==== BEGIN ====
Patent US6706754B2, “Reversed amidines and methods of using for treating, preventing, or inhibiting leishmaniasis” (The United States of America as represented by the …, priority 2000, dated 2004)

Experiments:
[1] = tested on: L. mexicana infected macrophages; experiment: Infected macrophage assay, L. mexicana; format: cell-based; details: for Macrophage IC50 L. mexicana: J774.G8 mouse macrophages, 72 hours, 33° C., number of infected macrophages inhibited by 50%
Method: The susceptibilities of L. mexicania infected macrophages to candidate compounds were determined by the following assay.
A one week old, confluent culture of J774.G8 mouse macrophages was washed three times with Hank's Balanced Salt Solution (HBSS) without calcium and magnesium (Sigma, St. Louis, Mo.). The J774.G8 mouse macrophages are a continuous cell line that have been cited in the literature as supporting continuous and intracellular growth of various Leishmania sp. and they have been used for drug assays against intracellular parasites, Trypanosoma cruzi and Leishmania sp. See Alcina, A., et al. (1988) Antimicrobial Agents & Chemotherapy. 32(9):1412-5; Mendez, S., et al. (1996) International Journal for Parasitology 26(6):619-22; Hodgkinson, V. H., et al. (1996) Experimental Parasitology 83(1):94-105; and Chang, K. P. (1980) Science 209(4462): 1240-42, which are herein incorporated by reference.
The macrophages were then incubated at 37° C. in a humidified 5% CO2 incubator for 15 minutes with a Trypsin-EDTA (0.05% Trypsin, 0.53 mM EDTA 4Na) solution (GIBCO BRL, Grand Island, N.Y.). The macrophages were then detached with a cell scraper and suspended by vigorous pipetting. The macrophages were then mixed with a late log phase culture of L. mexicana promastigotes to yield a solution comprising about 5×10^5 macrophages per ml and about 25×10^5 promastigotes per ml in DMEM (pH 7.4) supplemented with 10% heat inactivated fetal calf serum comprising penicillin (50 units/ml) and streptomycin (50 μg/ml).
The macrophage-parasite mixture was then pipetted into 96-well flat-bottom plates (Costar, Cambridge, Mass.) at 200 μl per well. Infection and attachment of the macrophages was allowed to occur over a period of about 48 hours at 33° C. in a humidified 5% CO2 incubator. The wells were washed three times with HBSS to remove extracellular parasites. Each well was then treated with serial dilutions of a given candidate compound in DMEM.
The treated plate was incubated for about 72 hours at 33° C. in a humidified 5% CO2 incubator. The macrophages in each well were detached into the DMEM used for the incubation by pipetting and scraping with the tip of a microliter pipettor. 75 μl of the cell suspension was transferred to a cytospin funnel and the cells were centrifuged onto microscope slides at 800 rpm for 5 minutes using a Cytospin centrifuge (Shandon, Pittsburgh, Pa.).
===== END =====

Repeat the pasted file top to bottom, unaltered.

Patent US6706754B2, “Reversed amidines and methods of using for treating, preventing, or inhibiting leishmaniasis” (The United States of America as represented by the …, priority 2000, dated 2004)

Experiments:
[1] = tested on: L. mexicana infected macrophages; experiment: Infected macrophage assay, L. mexicana; format: cell-based; details: for Macrophage IC50 L. mexicana: J774.G8 mouse macrophages, 72 hours, 33° C., number of infected macrophages inhibited by 50%
Method: The susceptibilities of L. mexicania infected macrophages to candidate compounds were determined by the following assay.
A one week old, confluent culture of J774.G8 mouse macrophages was washed three times with Hank's Balanced Salt Solution (HBSS) without calcium and magnesium (Sigma, St. Louis, Mo.). The J774.G8 mouse macrophages are a continuous cell line that have been cited in the literature as supporting continuous and intracellular growth of various Leishmania sp. and they have been used for drug assays against intracellular parasites, Trypanosoma cruzi and Leishmania sp. See Alcina, A., et al. (1988) Antimicrobial Agents & Chemotherapy. 32(9):1412-5; Mendez, S., et al. (1996) International Journal for Parasitology 26(6):619-22; Hodgkinson, V. H., et al. (1996) Experimental Parasitology 83(1):94-105; and Chang, K. P. (1980) Science 209(4462): 1240-42, which are herein incorporated by reference.
The macrophages were then incubated at 37° C. in a humidified 5% CO2 incubator for 15 minutes with a Trypsin-EDTA (0.05% Trypsin, 0.53 mM EDTA 4Na) solution (GIBCO BRL, Grand Island, N.Y.). The macrophages were then detached with a cell scraper and suspended by vigorous pipetting. The macrophages were then mixed with a late log phase culture of L. mexicana promastigotes to yield a solution comprising about 5×10^5 macrophages per ml and about 25×10^5 promastigotes per ml in DMEM (pH 7.4) supplemented with 10% heat inactivated fetal calf serum comprising penicillin (50 units/ml) and streptomycin (50 μg/ml).
The macrophage-parasite mixture was then pipetted into 96-well flat-bottom plates (Costar, Cambridge, Mass.) at 200 μl per well. Infection and attachment of the macrophages was allowed to occur over a period of about 48 hours at 33° C. in a humidified 5% CO2 incubator. The wells were washed three times with HBSS to remove extracellular parasites. Each well was then treated with serial dilutions of a given candidate compound in DMEM.
The treated plate was incubated for about 72 hours at 33° C. in a humidified 5% CO2 incubator. The macrophages in each well were detached into the DMEM used for the incubation by pipetting and scraping with the tip of a microliter pipettor. 75 μl of the cell suspension was transferred to a cytospin funnel and the cells were centrifuged onto microscope slides at 800 rpm for 5 minutes using a Cytospin centrifuge (Shandon, Pittsburgh, Pa.).